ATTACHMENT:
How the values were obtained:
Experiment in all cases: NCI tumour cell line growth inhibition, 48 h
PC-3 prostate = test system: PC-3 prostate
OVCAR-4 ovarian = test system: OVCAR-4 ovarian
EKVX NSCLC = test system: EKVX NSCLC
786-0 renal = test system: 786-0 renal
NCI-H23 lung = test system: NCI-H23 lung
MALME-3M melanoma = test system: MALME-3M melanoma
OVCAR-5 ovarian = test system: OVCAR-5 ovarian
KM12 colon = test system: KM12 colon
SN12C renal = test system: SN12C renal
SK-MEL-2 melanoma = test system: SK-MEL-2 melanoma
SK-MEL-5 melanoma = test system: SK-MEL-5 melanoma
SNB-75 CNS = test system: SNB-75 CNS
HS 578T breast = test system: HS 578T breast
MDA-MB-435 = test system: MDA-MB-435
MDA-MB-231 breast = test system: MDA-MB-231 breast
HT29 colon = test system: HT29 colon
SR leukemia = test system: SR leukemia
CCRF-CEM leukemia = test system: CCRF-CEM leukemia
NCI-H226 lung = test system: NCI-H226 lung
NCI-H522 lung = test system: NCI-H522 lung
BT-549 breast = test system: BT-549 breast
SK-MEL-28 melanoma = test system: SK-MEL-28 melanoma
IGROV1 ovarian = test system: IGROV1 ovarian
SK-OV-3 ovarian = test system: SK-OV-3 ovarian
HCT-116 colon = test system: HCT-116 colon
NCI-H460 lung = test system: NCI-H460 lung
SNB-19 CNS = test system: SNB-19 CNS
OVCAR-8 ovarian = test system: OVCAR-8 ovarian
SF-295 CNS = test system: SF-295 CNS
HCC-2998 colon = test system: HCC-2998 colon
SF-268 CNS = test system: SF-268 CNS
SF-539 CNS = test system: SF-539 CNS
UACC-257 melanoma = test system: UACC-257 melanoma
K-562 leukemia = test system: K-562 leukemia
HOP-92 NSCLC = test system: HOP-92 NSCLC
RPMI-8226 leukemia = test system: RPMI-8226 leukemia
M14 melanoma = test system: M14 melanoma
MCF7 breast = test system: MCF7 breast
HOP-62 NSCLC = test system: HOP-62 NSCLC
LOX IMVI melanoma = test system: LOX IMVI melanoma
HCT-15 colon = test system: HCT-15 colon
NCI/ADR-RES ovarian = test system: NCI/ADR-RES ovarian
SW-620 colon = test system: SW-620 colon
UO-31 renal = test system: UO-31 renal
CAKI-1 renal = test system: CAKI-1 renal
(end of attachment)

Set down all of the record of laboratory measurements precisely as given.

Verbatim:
How the values were obtained:
Experiment in all cases: NCI tumour cell line growth inhibition, 48 h
PC-3 prostate = test system: PC-3 prostate
OVCAR-4 ovarian = test system: OVCAR-4 ovarian
EKVX NSCLC = test system: EKVX NSCLC
786-0 renal = test system: 786-0 renal
NCI-H23 lung = test system: NCI-H23 lung
MALME-3M melanoma = test system: MALME-3M melanoma
OVCAR-5 ovarian = test system: OVCAR-5 ovarian
KM12 colon = test system: KM12 colon
SN12C renal = test system: SN12C renal
SK-MEL-2 melanoma = test system: SK-MEL-2 melanoma
SK-MEL-5 melanoma = test system: SK-MEL-5 melanoma
SNB-75 CNS = test system: SNB-75 CNS
HS 578T breast = test system: HS 578T breast
MDA-MB-435 = test system: MDA-MB-435
MDA-MB-231 breast = test system: MDA-MB-231 breast
HT29 colon = test system: HT29 colon
SR leukemia = test system: SR leukemia
CCRF-CEM leukemia = test system: CCRF-CEM leukemia
NCI-H226 lung = test system: NCI-H226 lung
NCI-H522 lung = test system: NCI-H522 lung
BT-549 breast = test system: BT-549 breast
SK-MEL-28 melanoma = test system: SK-MEL-28 melanoma
IGROV1 ovarian = test system: IGROV1 ovarian
SK-OV-3 ovarian = test system: SK-OV-3 ovarian
HCT-116 colon = test system: HCT-116 colon
NCI-H460 lung = test system: NCI-H460 lung
SNB-19 CNS = test system: SNB-19 CNS
OVCAR-8 ovarian = test system: OVCAR-8 ovarian
SF-295 CNS = test system: SF-295 CNS
HCC-2998 colon = test system: HCC-2998 colon
SF-268 CNS = test system: SF-268 CNS
SF-539 CNS = test system: SF-539 CNS
UACC-257 melanoma = test system: UACC-257 melanoma
K-562 leukemia = test system: K-562 leukemia
HOP-92 NSCLC = test system: HOP-92 NSCLC
RPMI-8226 leukemia = test system: RPMI-8226 leukemia
M14 melanoma = test system: M14 melanoma
MCF7 breast = test system: MCF7 breast
HOP-62 NSCLC = test system: HOP-62 NSCLC
LOX IMVI melanoma = test system: LOX IMVI melanoma
HCT-15 colon = test system: HCT-15 colon
NCI/ADR-RES ovarian = test system: NCI/ADR-RES ovarian
SW-620 colon = test system: SW-620 colon
UO-31 renal = test system: UO-31 renal
CAKI-1 renal = test system: CAKI-1 renal